by Gerald M. Weinberg
In 1977, Tom Gilb and I published a book called Humanized Input: Techniques for Reliable Keyed Input. We hoped to improve the pitiful state of input design for computer systems, and ten years later, we imagined we were beginning to see some improvement. On-line systems were coming into vogue, and we expected their use could only improve the interface between humans and computers.
Alas, though some systems improved, there’s been a steady decline, especially in those parts of systems where the average user has to communicate something exceptional to a computer. Clueless developers of the computer system “design” whatever sort of interaction pops into their minds, while the poor user of their system has to conform to these designs, or else. It’s like arrogant nobles assigning tasks to powerless peasants. It’s a one-sided conflictthe developer side side has all the weapons. while the users have to take their lumps and just grin and bear it.
But the Medieval world had its checks and balances, something we need in modern computing. In ancient Denmark, the laws of chivalry required that if a noble should ever duel with the peasant, the peasant had the right to choose the weapon. The nobles were trained in fancy weapons such as swords and dueling pistols, but the peasants had a preference for pitchforks and cudgels. As a result, any sensible noble went to great pains to settle disputes graciously with any peasant, no matter how gross and crude they might seem.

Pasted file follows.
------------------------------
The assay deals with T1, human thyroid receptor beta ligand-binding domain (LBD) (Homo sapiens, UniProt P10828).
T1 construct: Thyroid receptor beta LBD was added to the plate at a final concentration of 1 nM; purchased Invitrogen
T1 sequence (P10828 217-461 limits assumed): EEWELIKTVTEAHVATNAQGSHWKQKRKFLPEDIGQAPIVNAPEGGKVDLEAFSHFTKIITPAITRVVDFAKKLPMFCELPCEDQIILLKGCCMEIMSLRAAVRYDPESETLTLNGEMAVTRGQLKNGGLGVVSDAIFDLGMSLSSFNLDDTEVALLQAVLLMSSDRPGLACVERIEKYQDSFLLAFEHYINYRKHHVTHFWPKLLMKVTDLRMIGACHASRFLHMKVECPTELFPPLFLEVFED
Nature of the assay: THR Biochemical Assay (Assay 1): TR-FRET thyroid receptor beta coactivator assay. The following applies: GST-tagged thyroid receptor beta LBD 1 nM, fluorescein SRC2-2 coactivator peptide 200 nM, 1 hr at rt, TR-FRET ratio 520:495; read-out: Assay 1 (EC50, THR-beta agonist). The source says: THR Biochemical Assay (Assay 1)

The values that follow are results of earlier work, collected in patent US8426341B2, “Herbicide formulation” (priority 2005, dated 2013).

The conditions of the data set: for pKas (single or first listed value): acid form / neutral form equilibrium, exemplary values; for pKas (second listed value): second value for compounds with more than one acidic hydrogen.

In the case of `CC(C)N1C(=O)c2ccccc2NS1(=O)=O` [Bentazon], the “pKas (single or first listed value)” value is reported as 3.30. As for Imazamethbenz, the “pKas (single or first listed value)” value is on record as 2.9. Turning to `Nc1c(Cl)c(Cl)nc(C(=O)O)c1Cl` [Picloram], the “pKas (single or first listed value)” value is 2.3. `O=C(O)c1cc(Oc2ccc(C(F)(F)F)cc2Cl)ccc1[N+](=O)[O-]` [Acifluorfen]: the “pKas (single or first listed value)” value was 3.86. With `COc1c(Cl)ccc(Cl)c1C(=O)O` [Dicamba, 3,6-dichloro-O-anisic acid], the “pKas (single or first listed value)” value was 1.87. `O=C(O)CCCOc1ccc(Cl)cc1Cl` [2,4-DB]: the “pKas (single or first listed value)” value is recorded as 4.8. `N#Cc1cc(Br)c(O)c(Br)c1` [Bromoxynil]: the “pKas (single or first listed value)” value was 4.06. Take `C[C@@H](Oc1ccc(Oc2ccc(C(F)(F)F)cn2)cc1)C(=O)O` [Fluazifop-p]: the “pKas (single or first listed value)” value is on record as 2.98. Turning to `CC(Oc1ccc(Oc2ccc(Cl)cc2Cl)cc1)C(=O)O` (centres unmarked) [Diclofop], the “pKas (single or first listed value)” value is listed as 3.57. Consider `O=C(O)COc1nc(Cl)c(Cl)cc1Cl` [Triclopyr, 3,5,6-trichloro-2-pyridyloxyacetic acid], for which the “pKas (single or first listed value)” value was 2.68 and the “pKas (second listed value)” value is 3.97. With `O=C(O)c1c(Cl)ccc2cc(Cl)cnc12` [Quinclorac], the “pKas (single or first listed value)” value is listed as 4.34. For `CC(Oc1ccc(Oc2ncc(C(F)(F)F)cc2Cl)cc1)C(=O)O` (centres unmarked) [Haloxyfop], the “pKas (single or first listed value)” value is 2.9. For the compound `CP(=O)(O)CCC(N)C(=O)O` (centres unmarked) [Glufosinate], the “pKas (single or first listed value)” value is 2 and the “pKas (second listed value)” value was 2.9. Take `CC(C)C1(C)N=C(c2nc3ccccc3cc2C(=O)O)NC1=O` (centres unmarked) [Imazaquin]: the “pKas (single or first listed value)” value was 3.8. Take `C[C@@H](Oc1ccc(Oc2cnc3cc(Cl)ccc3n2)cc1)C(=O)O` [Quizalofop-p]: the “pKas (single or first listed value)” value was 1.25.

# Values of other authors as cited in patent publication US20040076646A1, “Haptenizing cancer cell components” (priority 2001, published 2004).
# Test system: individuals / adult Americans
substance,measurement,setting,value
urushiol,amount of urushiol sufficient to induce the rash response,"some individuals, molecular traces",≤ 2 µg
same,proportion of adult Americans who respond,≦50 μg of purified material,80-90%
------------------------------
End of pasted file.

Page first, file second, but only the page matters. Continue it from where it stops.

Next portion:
We need something like a cudgel to redress the balance between ordinary people and poorly crafted systems produced by thoughtless designers. Cudgels and pitchforks, however, could be found around any peasant household. Furthermore, there was a legitimate reason for them to be there. If the nobles wanted to eat, they could hardly outlaw pitchforks.
One way to fight the arrogance and insensitivity of computers is to use your own computer as your cudgel, but you don’t have to own a computer to be arrogant and insensitive. For those readers who lack a peasant’s pitchfork experience, I have catalogued a number of specific thrusts and countermoves. I’ve learned these tactics from the enemy, from the online and paper forms I’ve had to navigate to request support, report bugs, reconcile billing disputes, claim rebates, or register products.
1. Insist that any communication with you will have to go through your computer, and thus conform to the computer’s requirements, because “everyone knows that computers cannot be made to change in response to every trivial problem that people are having.”
2. The required information will have to go on a form, one copy of which you’ll supply upon written request on another form.
3. They will have to use the original formno copies, please. If they should make a mistake in following the simple and convenient rules, they may write another letter and request another form. Without the original form, “our computer might not be able to read it.”
4. Every piece of information requested on the form must be supplied. Nothing must be left blank, even when you already have that information recorded accurately in your computer’s files. To leave something blank would “require our computer to spend extra time accessing the information.”